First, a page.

CDC says fully vaccinated people can take fewer precautions
People who have been fully vaccinated against COVID-19 can take fewer precautions in certain situations, including socializing indoors without masks when in the company of low-risk or other vaccinated individuals, according to guidance from the Centers for Disease Control and Prevention released Monday.
Why it matters: Per the report, there's early evidence that suggests vaccinated people are less likely to have asymptomatic infection and are potentially less likely to transmit the virus to other people. At the time of its publication, the CDC said the guidance would apply to about 10% of Americans.
What they're saying: "If grandparents have been vaccinated, they can visit their daughter and her family, even if they have not been vaccinated ... so long as the daughter and her family are not at risk for severe disease," CDC director Rochelle Walensky said at a press conference on Monday.
The state of play: A fully vaccinated person — someone who's been vaccinated two weeks after receiving their last dose — should still take standard precautions like masking and social distancing when in public. Those who are vaccinated are allowed to:
- Visit with other fully vaccinated people indoors without wearing masks or physical distancing.
- Visit with unvaccinated people from a single household who are at low risk for severe disease indoors without wearing masks or physical distancing.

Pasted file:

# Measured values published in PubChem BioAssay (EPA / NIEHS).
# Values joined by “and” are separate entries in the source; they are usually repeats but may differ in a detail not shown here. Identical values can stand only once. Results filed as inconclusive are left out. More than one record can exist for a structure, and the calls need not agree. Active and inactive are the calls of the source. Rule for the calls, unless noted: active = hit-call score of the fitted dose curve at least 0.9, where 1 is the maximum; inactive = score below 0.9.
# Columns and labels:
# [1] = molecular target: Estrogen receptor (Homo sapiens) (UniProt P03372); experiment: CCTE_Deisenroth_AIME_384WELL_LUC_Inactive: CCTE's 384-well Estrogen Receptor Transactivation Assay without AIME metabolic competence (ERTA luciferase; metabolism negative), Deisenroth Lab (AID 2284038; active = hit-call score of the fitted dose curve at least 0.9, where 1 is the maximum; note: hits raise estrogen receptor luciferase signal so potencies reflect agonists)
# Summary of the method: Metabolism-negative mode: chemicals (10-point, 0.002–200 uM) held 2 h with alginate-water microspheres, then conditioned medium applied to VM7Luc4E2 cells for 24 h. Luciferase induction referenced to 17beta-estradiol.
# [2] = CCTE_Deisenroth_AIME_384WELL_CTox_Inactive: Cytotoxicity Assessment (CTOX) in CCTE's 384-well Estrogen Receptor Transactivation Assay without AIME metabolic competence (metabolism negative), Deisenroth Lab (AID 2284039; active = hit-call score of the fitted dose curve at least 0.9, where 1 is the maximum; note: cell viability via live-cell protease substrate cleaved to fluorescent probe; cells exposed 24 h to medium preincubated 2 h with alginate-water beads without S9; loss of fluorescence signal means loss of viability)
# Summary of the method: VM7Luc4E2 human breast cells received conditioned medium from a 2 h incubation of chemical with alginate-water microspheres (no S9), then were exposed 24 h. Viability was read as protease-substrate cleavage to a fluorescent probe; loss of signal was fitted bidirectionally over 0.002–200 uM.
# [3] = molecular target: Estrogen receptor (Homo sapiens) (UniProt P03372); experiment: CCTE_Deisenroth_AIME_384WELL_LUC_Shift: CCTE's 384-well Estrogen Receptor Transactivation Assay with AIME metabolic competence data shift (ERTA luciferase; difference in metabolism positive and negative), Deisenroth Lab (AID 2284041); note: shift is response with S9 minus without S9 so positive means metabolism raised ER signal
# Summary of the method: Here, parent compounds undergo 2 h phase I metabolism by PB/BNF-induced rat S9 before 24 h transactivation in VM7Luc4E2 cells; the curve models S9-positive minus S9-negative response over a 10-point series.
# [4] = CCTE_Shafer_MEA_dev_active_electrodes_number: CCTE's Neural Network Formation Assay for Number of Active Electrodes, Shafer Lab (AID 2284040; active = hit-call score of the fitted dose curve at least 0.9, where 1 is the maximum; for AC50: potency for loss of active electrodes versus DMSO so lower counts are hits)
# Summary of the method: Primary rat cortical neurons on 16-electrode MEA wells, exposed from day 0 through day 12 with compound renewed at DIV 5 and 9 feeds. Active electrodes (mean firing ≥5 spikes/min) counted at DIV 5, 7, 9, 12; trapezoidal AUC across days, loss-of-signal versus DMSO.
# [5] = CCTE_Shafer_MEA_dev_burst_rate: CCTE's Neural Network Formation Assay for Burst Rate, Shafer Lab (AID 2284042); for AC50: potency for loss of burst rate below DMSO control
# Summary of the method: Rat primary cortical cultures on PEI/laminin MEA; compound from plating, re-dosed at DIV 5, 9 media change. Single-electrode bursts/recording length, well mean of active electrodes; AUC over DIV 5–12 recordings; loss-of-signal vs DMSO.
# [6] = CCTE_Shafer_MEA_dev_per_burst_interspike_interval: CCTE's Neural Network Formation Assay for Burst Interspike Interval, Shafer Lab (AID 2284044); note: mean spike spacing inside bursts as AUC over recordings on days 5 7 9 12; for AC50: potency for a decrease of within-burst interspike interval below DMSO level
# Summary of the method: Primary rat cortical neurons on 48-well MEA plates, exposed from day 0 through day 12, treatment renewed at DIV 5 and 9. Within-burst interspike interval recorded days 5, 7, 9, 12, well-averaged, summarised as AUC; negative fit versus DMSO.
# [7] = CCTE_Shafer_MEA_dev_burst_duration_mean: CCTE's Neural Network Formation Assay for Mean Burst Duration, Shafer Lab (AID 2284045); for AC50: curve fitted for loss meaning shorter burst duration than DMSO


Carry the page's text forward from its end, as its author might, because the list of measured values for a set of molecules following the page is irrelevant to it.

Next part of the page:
- Refrain from quarantine and testing following a known exposure to COVID-19, if asymptomatic.
Yes, but: The agency is not adjusting guidance on travel, Walensky said, because a majority of Americans remain unvaccinated. Mitigation steps are still in place due to ongoing research in tracking infection and transmission among vaccinated individuals.
- "There is still a small risk that vaccinated people could become infected with milder or asymptomatic disease and potentially even transmit the virus to others who are not vaccinated," the CDC director said.
The big picture: "Today's action represents an important first step. It is not our final destination," Walensky cautioned. "As more people get vaccinated, levels of COVID infection decline in communities, and as our understanding of COVID immunity improves, we look forward to updating these recommendations to the public."